I have a two year old; I know that, especially with young children, they don't really connect a consequence in the future with a behaviour now. ("If you do that you can't have dessert after supper", which is 3 hours away).

I have been trying to apply a consequence as soon as possible after the behaviour occurs (or immediately), so for example, if she plays roughly with a toy then it gets taken away immediately, etc.

Is there a general guide/rule of thumb for how much time this is per age of child? At two, how long can I reasonably expect her to connect behaviour with future consequence, and how does this increase in the future?

I know this is probably very child specific, but I was wondering if there were general guidelines I could work within.

3 Answers 3


My 13 year-old still doesn't respond to consequences that aren't pretty much immediate. At this point, he probably never will. Same for non-immediate rewards. After a while, trying to use incentives like that just felt mean.

My 10 year-old does consider future incentives, but she doesn't really need them. You generally just have to set expectations with her.

In other words, you mostly just have to see how your individual child responds.

  • I understand, but my two year old literally does not connect any consequence for her behaviour that is more distant than a minute. My question is not to discuss the appropriateness of taking away dessert, my question is that my child is mentally incapable of this thought process, and I wish to know at what age she will be. Nonetheless, there are many many cases where a child/teenager/adult has to deal with future consequences of their actions (if they don't do their homework, they won't get good grades, they don't do their job, they will get fired). This doesn't actually answer the question.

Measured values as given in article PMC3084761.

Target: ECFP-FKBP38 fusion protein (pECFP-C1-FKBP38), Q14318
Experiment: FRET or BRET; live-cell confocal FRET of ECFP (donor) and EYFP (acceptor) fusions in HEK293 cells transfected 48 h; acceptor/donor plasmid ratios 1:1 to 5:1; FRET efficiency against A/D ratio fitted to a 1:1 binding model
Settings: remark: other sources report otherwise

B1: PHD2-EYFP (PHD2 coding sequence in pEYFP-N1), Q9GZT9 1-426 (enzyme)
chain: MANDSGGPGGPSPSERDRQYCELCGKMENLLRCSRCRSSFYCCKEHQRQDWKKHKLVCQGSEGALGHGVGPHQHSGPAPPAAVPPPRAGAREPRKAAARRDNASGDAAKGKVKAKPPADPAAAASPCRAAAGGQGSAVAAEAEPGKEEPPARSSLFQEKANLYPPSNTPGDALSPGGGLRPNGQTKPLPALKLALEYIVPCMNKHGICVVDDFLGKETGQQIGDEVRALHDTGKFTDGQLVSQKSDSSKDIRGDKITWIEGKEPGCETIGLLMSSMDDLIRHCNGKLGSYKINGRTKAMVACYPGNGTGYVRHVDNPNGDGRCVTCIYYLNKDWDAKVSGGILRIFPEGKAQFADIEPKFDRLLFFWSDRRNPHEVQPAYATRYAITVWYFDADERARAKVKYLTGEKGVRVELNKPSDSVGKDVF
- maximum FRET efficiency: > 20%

– stan
    Jun 15, 2020 at 7:42

Great question! I have a 2 1/2-year-old and I am currently focusing on acting immediately after the behavior occurs. As far as a general rule, tbh I am going with the flow and seeing how far in the future I can I give a promise as a reward. As an example: if I make mention that if she behaves at her grandparent's house, I will promise her a popsicle when we get home (warning, grandparents will probably never admit that she's a handful haha) but most of the time by the time I pick her up, she won't even remember..so I know that I can't provide a consequence that extends that many hours either. I hope that's helpful, and perhaps you'll get more advice here- but for now, I've just been going with the flow since every child is developmentally different! Good luck!!


I finally found an answer to this, it seems like children under the age of 6-7 years old don't connect future consequences with their actions.


For children younger than 6 or 7 years, withholding privileges works best if done right away. For example, if your child misbehaves in the morning, do not tell her she can't watch TV that evening. There is too much time in between, and she probably will not connect the behavior with the consequence.

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